Nathan: We’ve been living and traveling in the RV for a little over a year. We plan to continue living in the RV, but are going to take a few months break from traveling while I try and fix up a much smaller camper van. Since we seem to return to Austin every few months anyway, I just think that having a van we can travel in for a few weeks or a month will be cheaper and easier than hauling around our giant RV, which can sit patiently and wait for our return when we do go off.
Wright on Time Books: How do you handle privacy issues while living in close quarters?
Nathan: You learn to require less privacy, for one. But aside from that, if Olivia needs some time to herself, she can go and work from a coffee shop. If I do, I typically go or a bike ride or just sit outside of the RV and work. Tristan rarely requires privacy, for him, he wants attention, but he’s very good at amusing himself and exploring parks we live in when he can tell we need time to ourselves. We’ll also just ask him to go play as the two of us need some time together, and we’re getting better and better at it everyday, I think.
Wright on Time Books: How do you keep in touch with friends and family? Do you visit them? Do they visit you? Phone, e-mail, etc.? What about holidays and birthdays?
Nathan: I still have a few really close friends from high school, and am used to keeping in touch with people and using them as an excuse to visit their various corners of the country. Email, Facebook, text messages, there are so many ways to keep in touch now that I often feel like I’m still close friends with some people I haven’t seen in years. We visit our friends in Pittsburgh a couple of times a year, we’ve got lots of friends in Portland and Lake Tahoe, so there are some places we’ll always be returning to. And some friendships are just fine over Facebook.
It’s funny, actually, being on this grand adventure and all, because of Facebook and our website, we’ll go to tell people some stories and they’re like “Yeah, I know, I read it on your blog.”
Wright on Time Books: Does anyone ever get homesick for your old life? How do you deal with that?
Nathan: Only in two respects, and very slightly: I love Pittsburgh and tried to be very active in keeping that city progressing along. It’s an amazing place, it’s a secret and most people around the country think of PGH as a smokey old factory town, which it isn’t at all. So I kind of regret hearing about all of the great advances it’s making with bike lanes, the park system, transit, lots of cool stuff happening that I’m missing out on. But I know it’ll all be there if/when we move back someday.
The other thing I miss is just having close friends you can meet at a bar or whatever. I’ve gotten pretty good at meeting and making conversation with strangers over the past year, but sometimes you just want someone you can easily talk to, or not even have to talk to, just hang around with, and not have to “meet” someone. But I love this life and feel blessed for all it’s given me and my family.
Wright on Time Books: How do you pay for your living expenses? How do you make money while on the road? Do you work full-time/part-time? Do you work certain times of the year and travel other times? Have any of your children had paying jobs?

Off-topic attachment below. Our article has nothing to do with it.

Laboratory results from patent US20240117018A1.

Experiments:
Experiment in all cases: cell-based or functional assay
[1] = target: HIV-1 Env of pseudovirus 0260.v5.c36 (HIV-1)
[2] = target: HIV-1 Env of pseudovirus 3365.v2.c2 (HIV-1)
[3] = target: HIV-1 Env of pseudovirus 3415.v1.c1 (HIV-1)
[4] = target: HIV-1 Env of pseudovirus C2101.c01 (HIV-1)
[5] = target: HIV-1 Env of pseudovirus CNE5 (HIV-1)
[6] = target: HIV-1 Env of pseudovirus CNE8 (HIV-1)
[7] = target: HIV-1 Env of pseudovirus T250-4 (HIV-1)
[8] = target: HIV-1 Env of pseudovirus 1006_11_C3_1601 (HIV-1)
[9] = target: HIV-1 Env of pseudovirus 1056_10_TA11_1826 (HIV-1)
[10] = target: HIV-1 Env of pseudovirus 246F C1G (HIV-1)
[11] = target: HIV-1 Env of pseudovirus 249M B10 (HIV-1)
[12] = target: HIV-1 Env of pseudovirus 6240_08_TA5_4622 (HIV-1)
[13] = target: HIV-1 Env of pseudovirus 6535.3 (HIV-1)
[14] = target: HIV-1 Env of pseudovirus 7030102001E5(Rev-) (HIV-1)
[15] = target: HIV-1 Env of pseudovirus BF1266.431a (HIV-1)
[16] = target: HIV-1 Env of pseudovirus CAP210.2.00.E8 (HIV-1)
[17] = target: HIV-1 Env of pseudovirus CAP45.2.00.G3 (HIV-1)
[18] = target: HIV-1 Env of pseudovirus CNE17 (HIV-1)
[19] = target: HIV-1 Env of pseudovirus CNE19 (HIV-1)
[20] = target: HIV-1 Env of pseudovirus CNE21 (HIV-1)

Nathan: We pay our expenses the same as anyone else, US Currency.
Olivia and I are both independent, freelancer web designers with decently successful little businesses. A couple of laptops, some Sprint air cards for Internet and finding enough time to work when there are Grand Canyons and Rocky Mountains and all types of fun things right outside of your window is the hardest part.
Wright on Time Books: Do you have a towed vehicle? Bicycles? Mopeds? Etc.?
Nathan: No tow vehicles, just three bicycles, two of which are typically with flat tires at all times. The desert is harsh on bicycle tires, but we are well accustomed to walking 4 or 5 miles a day, which we even did in Pittsburgh. We look for places with good public transit and ride our bikes when we can’t easily walk to a place.
I recently bought a little scooter, though, and we might get it hooked up on the back of the RV, but probably not. It’s just being stored at my mom’s place right now, though I’m going to ride it from Colorado to Austin in a few weeks, just for the fun of doing something like that.
Wright on Time Books: Do you have any pets that travel with your family? How do they like living on the road?
Nathan: No pets. We’ve almost inherited a dog or two, in particular a stray mutt followed my son and I around this little town, Marathon TX, when we stayed there last February for a month. We all fell in love with him but he was just a puppy – with paws the size of human hands – so we figured he’d probably turn into Clifford the Big Red dog and therefore had to say goodbye to him when we left.
Wright on Time Books: Where is the best place you’ve been according to each member of your family?
Nathan: Best small town: Bisbee, AZ. Best outdoorsy area: Grand Canyon. Best city: Austin, TX. But there are other great ones too: Ohiopyle, PA, Tahoe, Flagstaff, AZ and Marathon, TX come to mind.
Wright on Time Books: How can we find out more about you and your family? Website, blog, Facebook page, Twitter, etc.? Please tell us also what the next great adventure for your family is!
Nathan: We’ve got videos, photos and we write about our travels at tumblewagon.com. Twitter and Facebook exist, but tumblewagon.com is where it’s all at, really.
Next great adventure…we’ve all got so many dreams, so little time to do them all it seems. Olivia will be hiking the Appalachian Trail next summer, and that should be an amazing experience but she’ll be gone for 3 months / time over the next two summers so it’ll be a bit hard for us all too. But she’s an amazing hiker, on these long distance hikes, she’s walked across England and done some trails in PA as well. Tristan is particularly excited about starting a soccer league in Austin this fall, so that’s his main focus right now. I’m doing the above mentioned scooter trip and then want to fix up a van so that we have a simpler, cheaper way of traveling when we don’t want to bring the whole rig along with us. I also want to get dropped off in Transylvania, when Olivia does her big hike, and hitch hike to Portugal. Just to see what it would be like. I haven’t explored much of Europe, or anything outside of the US, and really want to get some more stamps in my passport.